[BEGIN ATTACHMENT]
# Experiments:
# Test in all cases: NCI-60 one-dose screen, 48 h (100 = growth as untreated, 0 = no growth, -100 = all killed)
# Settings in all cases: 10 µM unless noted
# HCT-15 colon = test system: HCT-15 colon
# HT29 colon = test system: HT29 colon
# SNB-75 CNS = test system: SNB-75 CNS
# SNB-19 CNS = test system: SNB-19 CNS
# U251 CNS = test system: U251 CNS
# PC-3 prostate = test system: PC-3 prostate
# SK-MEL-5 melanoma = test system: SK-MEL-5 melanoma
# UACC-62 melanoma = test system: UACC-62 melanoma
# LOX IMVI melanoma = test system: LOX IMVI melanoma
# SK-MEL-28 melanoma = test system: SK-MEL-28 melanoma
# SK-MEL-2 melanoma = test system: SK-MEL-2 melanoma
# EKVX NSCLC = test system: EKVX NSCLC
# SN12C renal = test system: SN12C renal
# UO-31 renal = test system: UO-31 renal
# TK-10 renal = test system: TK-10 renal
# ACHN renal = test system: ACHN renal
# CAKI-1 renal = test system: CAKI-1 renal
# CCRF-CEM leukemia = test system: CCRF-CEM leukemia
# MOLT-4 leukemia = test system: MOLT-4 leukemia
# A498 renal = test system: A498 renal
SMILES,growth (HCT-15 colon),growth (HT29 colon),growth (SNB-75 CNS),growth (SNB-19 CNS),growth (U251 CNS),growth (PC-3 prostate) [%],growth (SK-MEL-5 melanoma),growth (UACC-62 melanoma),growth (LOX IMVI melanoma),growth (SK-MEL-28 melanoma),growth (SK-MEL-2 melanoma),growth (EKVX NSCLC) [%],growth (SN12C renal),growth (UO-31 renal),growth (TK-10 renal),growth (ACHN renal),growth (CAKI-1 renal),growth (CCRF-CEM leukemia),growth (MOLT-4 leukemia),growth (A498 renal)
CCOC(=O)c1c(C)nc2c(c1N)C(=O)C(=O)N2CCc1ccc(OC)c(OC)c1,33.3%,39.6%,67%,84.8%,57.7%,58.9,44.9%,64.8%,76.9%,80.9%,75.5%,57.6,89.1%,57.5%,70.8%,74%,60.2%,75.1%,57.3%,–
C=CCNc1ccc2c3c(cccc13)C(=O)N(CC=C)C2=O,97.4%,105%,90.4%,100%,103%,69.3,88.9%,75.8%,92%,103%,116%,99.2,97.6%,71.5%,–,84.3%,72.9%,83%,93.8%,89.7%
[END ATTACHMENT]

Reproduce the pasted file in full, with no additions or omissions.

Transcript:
# Experiments:
# Test in all cases: NCI-60 one-dose screen, 48 h (100 = growth as untreated, 0 = no growth, -100 = all killed)
# Settings in all cases: 10 µM unless noted
# HCT-15 colon = test system: HCT-15 colon
# HT29 colon = test system: HT29 colon
# SNB-75 CNS = test system: SNB-75 CNS
# SNB-19 CNS = test system: SNB-19 CNS
# U251 CNS = test system: U251 CNS
# PC-3 prostate = test system: PC-3 prostate
# SK-MEL-5 melanoma = test system: SK-MEL-5 melanoma
# UACC-62 melanoma = test system: UACC-62 melanoma
# LOX IMVI melanoma = test system: LOX IMVI melanoma
# SK-MEL-28 melanoma = test system: SK-MEL-28 melanoma
# SK-MEL-2 melanoma = test system: SK-MEL-2 melanoma
# EKVX NSCLC = test system: EKVX NSCLC
# SN12C renal = test system: SN12C renal
# UO-31 renal = test system: UO-31 renal
# TK-10 renal = test system: TK-10 renal
# ACHN renal = test system: ACHN renal
# CAKI-1 renal = test system: CAKI-1 renal
# CCRF-CEM leukemia = test system: CCRF-CEM leukemia
# MOLT-4 leukemia = test system: MOLT-4 leukemia
# A498 renal = test system: A498 renal
SMILES,growth (HCT-15 colon),growth (HT29 colon),growth (SNB-75 CNS),growth (SNB-19 CNS),growth (U251 CNS),growth (PC-3 prostate) [%],growth (SK-MEL-5 melanoma),growth (UACC-62 melanoma),growth (LOX IMVI melanoma),growth (SK-MEL-28 melanoma),growth (SK-MEL-2 melanoma),growth (EKVX NSCLC) [%],growth (SN12C renal),growth (UO-31 renal),growth (TK-10 renal),growth (ACHN renal),growth (CAKI-1 renal),growth (CCRF-CEM leukemia),growth (MOLT-4 leukemia),growth (A498 renal)
CCOC(=O)c1c(C)nc2c(c1N)C(=O)C(=O)N2CCc1ccc(OC)c(OC)c1,33.3%,39.6%,67%,84.8%,57.7%,58.9,44.9%,64.8%,76.9%,80.9%,75.5%,57.6,89.1%,57.5%,70.8%,74%,60.2%,75.1%,57.3%,–
C=CCNc1ccc2c3c(cccc13)C(=O)N(CC=C)C2=O,97.4%,105%,90.4%,100%,103%,69.3,88.9%,75.8%,92%,103%,116%,99.2,97.6%,71.5%,–,84.3%,72.9%,83%,93.8%,89.7%